Published by William Morrow Paperbacks on April 2, 2013
Genres/Lists: Fiction, Historical Fiction
Read synopsis on Goodreads
I received this book for free from She Reads.
Buy the book: Amazon/Audible (this post includes affiliate links)
SheReads blogger network, thanks to Traveling With T, who I’m fairly certain secured my invitation after the last Bloggiesta. After reading my first book for the club, I am even more excited than I was going into it!
May’s pick was Orphan Train by Christina Baker Kline, which weaves the stories of a troubled 17 year old foster kid, Molly, and Vivian, an elderly woman with a troubled past. The book hits with the ground running, and once I started reading I couldn’t put it down and read until I feel asleep and picked it up again before I was out of bed the next morning.
Molly, who has gotten herself into a bit of trouble, is sentenced to 50 hours of community service or will be sent to a juvenile detention facility. With the help of her boyfriend, Jack, she secures a place to contribute her time – which turns out to be helping Vivian clean out her attic. Vivian, an orphan train survivor living alone in a massive Maine house on the ocean, has worked hard to leave her past behind her and to move forward. But the ghosts of those that played an important part in her life remain wither her and leaving the past behind proves difficult.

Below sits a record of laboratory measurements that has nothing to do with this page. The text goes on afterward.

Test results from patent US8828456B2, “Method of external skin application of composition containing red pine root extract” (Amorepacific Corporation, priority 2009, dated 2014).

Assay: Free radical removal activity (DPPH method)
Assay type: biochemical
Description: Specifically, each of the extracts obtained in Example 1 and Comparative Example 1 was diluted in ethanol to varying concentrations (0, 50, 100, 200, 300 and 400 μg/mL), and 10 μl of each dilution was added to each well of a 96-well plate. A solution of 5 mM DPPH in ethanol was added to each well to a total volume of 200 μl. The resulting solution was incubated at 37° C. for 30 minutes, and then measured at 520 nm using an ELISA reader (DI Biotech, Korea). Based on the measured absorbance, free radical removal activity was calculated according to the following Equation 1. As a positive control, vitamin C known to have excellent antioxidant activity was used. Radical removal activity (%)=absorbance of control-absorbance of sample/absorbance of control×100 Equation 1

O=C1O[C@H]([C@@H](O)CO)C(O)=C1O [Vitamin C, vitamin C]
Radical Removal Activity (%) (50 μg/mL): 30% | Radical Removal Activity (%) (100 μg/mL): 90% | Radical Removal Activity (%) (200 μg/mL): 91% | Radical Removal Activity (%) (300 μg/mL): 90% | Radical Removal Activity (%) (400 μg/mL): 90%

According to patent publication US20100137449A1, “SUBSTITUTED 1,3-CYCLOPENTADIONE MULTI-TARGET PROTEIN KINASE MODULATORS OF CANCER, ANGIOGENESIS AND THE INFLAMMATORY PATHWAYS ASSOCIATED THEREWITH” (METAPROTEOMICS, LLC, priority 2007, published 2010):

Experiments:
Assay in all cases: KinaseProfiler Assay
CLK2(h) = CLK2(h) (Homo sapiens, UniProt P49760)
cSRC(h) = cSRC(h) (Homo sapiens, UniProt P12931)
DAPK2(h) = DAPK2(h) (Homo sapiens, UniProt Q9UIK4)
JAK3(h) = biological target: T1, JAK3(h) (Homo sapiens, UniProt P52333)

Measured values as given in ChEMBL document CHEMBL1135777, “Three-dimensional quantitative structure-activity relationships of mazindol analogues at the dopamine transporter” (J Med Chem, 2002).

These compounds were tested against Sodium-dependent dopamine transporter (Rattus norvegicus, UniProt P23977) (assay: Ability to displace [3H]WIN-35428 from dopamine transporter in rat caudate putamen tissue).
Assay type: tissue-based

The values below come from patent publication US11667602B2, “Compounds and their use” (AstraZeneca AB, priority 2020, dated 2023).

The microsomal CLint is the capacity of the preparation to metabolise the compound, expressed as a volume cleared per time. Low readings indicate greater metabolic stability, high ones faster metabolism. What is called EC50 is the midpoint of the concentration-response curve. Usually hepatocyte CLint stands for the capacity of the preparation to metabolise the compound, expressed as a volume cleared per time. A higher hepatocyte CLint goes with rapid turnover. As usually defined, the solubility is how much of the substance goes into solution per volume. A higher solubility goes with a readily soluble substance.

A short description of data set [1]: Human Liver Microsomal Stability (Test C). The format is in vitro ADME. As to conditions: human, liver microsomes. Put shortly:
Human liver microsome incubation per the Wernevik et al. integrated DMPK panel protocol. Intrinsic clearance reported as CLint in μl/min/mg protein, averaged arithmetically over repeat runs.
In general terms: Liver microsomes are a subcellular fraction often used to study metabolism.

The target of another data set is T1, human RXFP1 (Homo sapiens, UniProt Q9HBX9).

The book bounces back and forth to the early 1930’s to 2011, but most of the story takes place during Vivian’s childhood rather than Molly’s. The writing styles reflect the decades, so Vivian’s is a bit more formal than Molly’s, but Molly’s story is the glue that holds it together. The story begins with Vivian’s placement on an orphan train in NYC and follows her through to adulthood in Minnesota, with most of the emphasis being placed on the first twenty-five years of her life. Rather than tossing the items from the attic in the trash, the two wayward souls take stroll down memory lane, with each box they uncover opening a door to Vivian’s past, and forging a friendship between the two that no one else understands. Together, Vivian and Molly face the past and tackle the future.
By the end of the book, I had experienced an entire range of emotions that included horror, sorrow, glee, and satisfaction (some simultaneously). Not only is this book impossible to put down, but this actually happened in the United States (see video below). A forgotten chapter of history, this is the first time I have read a book that focuses on the orphan trains and the 200,000 children that were transported to homes across the midwest. Vivian’s tale highlights the ups and downs of the trek, as well as some of the situations that children were placed in – both the lucky and unlucky ones. I will definitely be looking into some non-fiction books about the orphan trains and I fully expect to experience a wide range of emotions.